(Samuel Adams, Debates & Proceedings in the Convention of the Commonwealth of Massachusetts, 86-87.)

Another quote from an anti-Federalist; in Adams's case he originallyopposed ratification of the Constitution as well. His statements hereare certainly not conclusive; and, again, he was talking about thekeeping of arms for military purposes, not private ones.

I will admit that the Founding Fathers hoped or imagined that astanding army would not be necessary. They believed that it would bepolitically dangerous, and a temptation to foreign interventionism.They imagined that America would be adequately defended by a "militia"constructed on lines similar to the Swiss system. While they thoughtthat everybody would have a rifle to bring and participate in thissystem, they also thought that everyone would be required to drill andacquire at least some minimal military competence.

Over time, it didn't work out that way. Universal militia service collapsed around the 1820's; people just weren't obeying the laws thatrequired them to appear and drill, &c. The next step was to organizelocal regiments of volunteers that formed the core of what was to becomethe National Guard. This was the main body of American arms up untilthe Spanish-American War; although in heavy fighting such as the Civil War this model proved inadequate as well. Still, up until World War IIwe kept the faith of the Founding Fathers that Federal armies should be kept small in times of peace, and in strict subordination to the civil power.

Since World War II, we have had a large standing army in permanent establishment; and as such most of the dangers warned against by theFounding Fathers have come to pass. One quote from Samuel Adams thatfor some reason gets passed over by the NRA or the American Legion comesto mind ---

Soldiers are used to obey the absolute commands of their superiors: It is death to them, in the field, to dispute their authority, or the rectitude of their orders; and sometimes they may be shot upon the spont without ceremony. The necessity of things makes it highly proper that they should be under the absolute control of the officer who commands them; who saith unto one come, and he cometh, and to another go, and he goeth. Thus, being inured to that sort of government in the field and in the time of war, they are too apt to retain the same idea, when they happen to be in civil communities and in a time of peace. [Boston Gazette, Dec. 12, 1768]

It is worthwhile to recall these words when confronted with thep oliticking of veterans' organizations, or their pretense to define by their authoritarian model the One True Patriotism.

We now see the military actively politicking, as view their attempts to claim the nation would be endangered were their budget cut or their numbers reduced; consider also their resistance to their Commander inChief's instructions to end institutional hostility to homosexuals.Veterans' organizations pretend to define the One True Patriotism according to their authoritarian model of following orders.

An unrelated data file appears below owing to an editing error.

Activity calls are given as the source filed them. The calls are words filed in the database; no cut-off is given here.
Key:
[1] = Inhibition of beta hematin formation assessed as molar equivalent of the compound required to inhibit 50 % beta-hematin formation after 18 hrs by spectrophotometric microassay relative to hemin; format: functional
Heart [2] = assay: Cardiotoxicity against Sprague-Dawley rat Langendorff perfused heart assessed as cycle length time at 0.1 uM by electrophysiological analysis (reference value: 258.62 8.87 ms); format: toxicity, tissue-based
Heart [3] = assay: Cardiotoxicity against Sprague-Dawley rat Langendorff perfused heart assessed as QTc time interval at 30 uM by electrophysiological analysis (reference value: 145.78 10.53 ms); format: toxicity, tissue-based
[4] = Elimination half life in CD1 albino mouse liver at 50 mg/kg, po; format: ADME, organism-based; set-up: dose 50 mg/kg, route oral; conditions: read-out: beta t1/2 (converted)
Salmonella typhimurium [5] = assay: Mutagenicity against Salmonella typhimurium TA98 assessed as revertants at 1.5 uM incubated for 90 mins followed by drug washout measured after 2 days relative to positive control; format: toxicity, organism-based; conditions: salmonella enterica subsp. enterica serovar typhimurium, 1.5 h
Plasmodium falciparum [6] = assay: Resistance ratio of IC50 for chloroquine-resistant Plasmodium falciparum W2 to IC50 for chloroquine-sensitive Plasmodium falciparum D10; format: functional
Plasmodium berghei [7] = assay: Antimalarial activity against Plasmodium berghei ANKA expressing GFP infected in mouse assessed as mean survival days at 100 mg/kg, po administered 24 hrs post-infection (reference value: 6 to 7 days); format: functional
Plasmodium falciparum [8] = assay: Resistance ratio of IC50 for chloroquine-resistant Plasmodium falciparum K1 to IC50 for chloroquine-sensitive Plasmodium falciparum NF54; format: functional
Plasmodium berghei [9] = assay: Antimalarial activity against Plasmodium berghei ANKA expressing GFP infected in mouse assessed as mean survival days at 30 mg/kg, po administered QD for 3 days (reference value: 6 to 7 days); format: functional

Instead of the volunteer militias to defend hearth and home imagined by the Founding Fathers, we were given the monstrous tyranny of Selective Service. Today's would-be tyrants claim that the One True Patriotism consisted of unquestioning obedience to its orders, and paint resistance to that loathsome bureaucracy as suspect! In fact, the Selective Service press gangs raised troops for exactly the sort of foreign adventures our founding fathers condemned.

At its most grandiose, it hoped to become an instrument of a national labour and industrial policy that sought to coerce us into a socialist military state. During the dark days of conscription, it was anexplicit national policy to use the threat of forced military service asa club to compel people to make career decisions that favoured thegovernment's idea of what was useful to it, rather than their own interests. Remember General Hershey's infamous "channelling" memo of 1965:

In the less patriotic and more selfish individual it engenders a sense of fear, uncertainty, and dissatisfaction which motivates him, nevertheless, in the same direction. He complains of the uncertainty he must endure; he would like to be able to do as he pleases; he would appreciate a certain future with no prospect of military service or civilian contribution, but he complies with the needs of the national health, safety, or interest --- or he is denied deferment. . .

From the individual's viewpoint, he is standing in a room which has been made uncomfortably warm. Several doors are open, but they all lead to various forms of recognized, patriotic service to the Nation. Some accept the alternatives gladly --- some with reluctance. The consequence is approximately the same.

[The Selective Service: Its Concepts, History, and Operation (Govt.Printing Office, Sept. 1967)] Remember those words the next time you hear the "anti-socialist" rhetoric of professional flagwavers. Remember these words the next time you hear President Clinton being condemned as a "draft-dodger." I submit that "draft-dodgers" were the people who were actually keeping the spirit of our Founding Fathers alive, rather than the latter-day Hessians or Prussians who think obedience to orders is praiseworthy.

In any case, when our Founding Fathers spoke of keeping and bearing arms, they meant for military purposes, under the control of governments and for purpose of national defence. To try and twist their remarks into support for private guns for private purposes is to take them seriously out of context.

No comments: